Next Up Hero Review

Next Up Hero is a light hearted dungeon crawler that doesn’t take itself too seriously, and that’s refreshing. The game is now available in Xbox Game Pass, which is Microsoft’s Netflix-esque subscription service that enables subscribers to enjoy a shed load of games at no additional cost outside of the sub-fee. Worry not if you don’t subscribe to Xbox Game Pass, or indeed, if you don’t plan on subscribing, because Next Up Hero can purchased alone for the sum total of $19.99 or region equivalent. The question, however, is it worth that much?

I enjoy the occasional dungeon crawling experience. Though, many of them tend to rely on a darker more serious tone. Next Up Hero, on the other hand, trades that for something more fluid and carefree. Don’t get me wrong, it’s a game that still offers quite a serving of content and a great degree of challenge, but you can rest assured knowing that this game is unlike its peer’s traditional offerings. The tagline for the game pretty much sums up what you can expect to endure; Fight. Die. Win. Though, there’s a fairly interesting mechanic.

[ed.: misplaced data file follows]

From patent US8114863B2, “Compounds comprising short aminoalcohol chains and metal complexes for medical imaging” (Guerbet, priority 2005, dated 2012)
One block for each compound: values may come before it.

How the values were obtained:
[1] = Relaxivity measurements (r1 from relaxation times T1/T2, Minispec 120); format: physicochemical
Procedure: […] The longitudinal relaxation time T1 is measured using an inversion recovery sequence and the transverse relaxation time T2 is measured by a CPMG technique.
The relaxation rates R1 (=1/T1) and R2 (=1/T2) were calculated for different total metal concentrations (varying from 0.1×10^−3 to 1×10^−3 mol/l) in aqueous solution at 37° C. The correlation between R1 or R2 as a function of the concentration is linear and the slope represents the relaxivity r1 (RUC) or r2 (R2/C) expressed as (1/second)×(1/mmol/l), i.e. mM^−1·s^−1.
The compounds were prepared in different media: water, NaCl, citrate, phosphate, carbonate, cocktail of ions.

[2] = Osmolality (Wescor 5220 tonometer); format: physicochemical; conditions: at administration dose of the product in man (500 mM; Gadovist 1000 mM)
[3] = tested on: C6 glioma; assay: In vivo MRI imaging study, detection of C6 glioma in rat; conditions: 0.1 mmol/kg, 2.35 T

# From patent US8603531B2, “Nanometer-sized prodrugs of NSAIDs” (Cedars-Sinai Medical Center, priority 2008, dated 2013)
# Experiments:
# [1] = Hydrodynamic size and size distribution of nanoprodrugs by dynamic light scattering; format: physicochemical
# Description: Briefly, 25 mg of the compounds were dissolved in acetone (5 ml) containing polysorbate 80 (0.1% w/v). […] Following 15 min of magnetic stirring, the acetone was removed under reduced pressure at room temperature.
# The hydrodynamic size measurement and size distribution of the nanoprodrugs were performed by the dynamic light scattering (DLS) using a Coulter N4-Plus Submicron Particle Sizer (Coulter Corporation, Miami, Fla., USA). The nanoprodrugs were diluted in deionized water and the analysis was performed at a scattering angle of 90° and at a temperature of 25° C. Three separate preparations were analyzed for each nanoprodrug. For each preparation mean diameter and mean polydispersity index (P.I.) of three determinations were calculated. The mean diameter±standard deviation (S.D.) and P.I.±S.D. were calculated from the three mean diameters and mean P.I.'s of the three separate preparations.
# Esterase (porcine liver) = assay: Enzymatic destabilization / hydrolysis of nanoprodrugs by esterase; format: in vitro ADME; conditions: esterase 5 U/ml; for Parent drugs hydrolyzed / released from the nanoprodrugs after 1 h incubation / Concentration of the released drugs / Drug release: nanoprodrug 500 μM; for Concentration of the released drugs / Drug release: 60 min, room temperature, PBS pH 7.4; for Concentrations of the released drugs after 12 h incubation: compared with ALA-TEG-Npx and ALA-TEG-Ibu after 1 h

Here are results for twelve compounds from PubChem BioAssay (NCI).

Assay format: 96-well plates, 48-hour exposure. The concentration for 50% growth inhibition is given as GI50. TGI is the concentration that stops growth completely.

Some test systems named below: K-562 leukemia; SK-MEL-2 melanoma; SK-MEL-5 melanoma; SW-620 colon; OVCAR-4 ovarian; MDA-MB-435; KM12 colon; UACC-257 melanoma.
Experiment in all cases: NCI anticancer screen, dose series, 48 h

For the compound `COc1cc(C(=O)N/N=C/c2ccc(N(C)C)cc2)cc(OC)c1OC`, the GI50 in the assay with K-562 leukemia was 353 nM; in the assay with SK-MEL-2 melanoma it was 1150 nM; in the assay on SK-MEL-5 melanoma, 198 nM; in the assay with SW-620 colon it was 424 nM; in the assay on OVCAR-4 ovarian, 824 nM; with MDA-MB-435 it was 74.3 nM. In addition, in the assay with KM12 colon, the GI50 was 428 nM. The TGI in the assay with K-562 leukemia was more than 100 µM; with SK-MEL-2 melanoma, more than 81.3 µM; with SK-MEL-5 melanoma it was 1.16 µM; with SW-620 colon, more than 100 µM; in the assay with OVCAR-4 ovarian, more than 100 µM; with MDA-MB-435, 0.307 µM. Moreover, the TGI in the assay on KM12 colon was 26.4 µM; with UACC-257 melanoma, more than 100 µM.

You see, death is inevitable here. If you’re anything like me, you’ll die more times than you could care to count. The kicker is that death is not the end. Sure, the game brags “perma-permadeath” but that’s not to say that once you die, your character serves no purpose. On the contrary, as a matter of fact. When you bite the proverbial dust in Next Up Hero, your hero will leave behind what’s known as an “Echo”, which by and large, is a ghost. These Echoes can be raised by other players to which they’ll then fight alongside you as the AI.

These AI followers and the system that they live by (or die for, to be precise) is a unique function that I’ve come to thoroughly enjoy. Let’s face it, games just don’t many interesting things with death. Most of the time you’ll die and will then have to respawn at your latest checkpoint, full stop and no exceptions. Here, however, this neat addition serves the game’s foundation incredibly well. I’m not sure this is going to be everyone’s cup of tea, but for me at least, I thought highly of its formula. There’s eleven heroes in total, with more on the way.

Each hero brings their own abilities, pros and cons into the fields of play. They’re also quite diverse too, including the likes of a knight, an assassin, an engineer and more. There’s a prestige variation of each hero that players can unlock through the use of gold, which will ultimately buff that hero with a new skin as well as third special ability. Now, let me get one thing straight from the get-go. Next Up Hero is hard and when I say hard, I mean controller crunching, TV smashing, hair pulling, arm biting, freakin’ hard. Seriously, it’s a tough one.